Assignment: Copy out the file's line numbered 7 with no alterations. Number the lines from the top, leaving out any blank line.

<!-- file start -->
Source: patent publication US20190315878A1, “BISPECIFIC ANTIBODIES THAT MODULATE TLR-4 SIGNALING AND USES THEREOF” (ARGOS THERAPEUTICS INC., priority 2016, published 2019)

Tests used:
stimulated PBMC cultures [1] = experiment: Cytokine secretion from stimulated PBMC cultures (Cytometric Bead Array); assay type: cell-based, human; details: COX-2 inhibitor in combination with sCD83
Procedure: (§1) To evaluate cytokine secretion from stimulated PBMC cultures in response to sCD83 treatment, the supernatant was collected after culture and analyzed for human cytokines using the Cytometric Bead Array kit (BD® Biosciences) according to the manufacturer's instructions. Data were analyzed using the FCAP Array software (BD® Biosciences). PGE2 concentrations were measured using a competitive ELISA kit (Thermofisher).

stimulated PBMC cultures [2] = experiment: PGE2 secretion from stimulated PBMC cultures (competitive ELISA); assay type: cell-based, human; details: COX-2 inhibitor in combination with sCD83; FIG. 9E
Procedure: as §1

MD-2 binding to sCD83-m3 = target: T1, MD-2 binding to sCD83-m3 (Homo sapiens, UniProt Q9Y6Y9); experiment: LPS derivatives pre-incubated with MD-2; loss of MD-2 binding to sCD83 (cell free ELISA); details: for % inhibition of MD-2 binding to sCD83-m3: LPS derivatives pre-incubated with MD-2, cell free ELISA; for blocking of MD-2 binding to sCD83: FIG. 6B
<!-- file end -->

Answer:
MD-2 binding to sCD83-m3 = target: T1, MD-2 binding to sCD83-m3 (Homo sapiens, UniProt Q9Y6Y9); experiment: LPS derivatives pre-incubated with MD-2; loss of MD-2 binding to sCD83 (cell free ELISA); details: for % inhibition of MD-2 binding to sCD83-m3: LPS derivatives pre-incubated with MD-2, cell free ELISA; for blocking of MD-2 binding to sCD83: FIG. 6B